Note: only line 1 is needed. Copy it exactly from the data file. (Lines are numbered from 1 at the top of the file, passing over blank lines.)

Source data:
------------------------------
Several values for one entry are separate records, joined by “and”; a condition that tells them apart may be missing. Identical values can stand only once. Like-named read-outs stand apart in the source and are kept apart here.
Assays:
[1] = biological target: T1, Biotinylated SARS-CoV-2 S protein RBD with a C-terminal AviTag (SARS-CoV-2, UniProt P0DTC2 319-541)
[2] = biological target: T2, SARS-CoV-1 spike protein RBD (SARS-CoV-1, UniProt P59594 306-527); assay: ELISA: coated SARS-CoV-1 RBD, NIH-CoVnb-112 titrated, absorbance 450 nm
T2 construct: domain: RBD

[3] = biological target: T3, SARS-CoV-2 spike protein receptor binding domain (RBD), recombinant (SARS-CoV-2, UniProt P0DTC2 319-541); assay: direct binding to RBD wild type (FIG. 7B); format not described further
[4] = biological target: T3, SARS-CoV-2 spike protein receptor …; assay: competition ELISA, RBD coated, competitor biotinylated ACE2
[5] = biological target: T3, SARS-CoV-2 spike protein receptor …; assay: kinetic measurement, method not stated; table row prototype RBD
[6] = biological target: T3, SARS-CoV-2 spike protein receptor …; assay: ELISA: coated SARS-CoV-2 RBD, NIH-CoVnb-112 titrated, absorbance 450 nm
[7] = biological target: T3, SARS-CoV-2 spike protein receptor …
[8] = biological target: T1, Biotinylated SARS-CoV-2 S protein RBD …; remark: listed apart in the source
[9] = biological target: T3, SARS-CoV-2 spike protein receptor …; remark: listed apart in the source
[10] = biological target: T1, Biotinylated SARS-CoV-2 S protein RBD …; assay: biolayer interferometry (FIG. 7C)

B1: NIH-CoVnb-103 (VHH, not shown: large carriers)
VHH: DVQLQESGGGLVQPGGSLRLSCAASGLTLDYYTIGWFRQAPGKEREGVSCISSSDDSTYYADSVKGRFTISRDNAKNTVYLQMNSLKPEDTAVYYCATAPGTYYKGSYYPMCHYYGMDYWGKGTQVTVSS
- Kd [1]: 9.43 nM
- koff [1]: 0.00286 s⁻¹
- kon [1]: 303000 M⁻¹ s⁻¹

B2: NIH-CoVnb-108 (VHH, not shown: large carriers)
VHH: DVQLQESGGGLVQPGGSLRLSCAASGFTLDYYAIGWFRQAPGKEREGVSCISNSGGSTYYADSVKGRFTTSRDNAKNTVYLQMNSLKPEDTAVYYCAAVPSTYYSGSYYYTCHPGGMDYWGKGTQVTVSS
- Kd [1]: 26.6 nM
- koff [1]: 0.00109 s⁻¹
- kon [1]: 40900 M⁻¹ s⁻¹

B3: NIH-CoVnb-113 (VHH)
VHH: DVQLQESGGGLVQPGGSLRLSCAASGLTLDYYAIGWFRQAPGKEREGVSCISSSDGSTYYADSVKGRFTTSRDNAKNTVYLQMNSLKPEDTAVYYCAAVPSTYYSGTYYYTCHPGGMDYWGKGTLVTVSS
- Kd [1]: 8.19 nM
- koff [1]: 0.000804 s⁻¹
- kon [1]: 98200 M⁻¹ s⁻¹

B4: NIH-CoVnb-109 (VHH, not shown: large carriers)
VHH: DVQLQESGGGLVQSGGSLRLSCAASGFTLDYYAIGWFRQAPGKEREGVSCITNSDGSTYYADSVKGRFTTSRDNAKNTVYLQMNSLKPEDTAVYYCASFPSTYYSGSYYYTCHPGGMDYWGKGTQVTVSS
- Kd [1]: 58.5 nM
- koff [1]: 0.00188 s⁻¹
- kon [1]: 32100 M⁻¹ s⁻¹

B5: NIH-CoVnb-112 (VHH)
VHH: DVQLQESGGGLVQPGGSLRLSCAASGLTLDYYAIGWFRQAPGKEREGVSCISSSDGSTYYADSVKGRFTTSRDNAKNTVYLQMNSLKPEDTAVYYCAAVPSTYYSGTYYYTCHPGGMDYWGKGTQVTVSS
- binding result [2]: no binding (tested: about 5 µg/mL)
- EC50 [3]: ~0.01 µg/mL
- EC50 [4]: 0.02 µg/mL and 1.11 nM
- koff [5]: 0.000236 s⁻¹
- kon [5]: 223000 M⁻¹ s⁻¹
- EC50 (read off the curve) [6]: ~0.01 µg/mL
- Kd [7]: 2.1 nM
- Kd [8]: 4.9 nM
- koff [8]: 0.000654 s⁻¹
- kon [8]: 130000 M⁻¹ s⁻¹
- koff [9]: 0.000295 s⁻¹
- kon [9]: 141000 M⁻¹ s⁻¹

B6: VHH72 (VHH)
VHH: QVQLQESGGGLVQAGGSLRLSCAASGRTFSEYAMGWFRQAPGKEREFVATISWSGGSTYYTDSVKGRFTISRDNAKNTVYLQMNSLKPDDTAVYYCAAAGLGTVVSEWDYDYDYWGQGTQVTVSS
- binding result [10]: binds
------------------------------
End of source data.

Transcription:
Several values for one entry are separate records, joined by “and”; a condition that tells them apart may be missing. Identical values can stand only once. Like-named read-outs stand apart in the source and are kept apart here.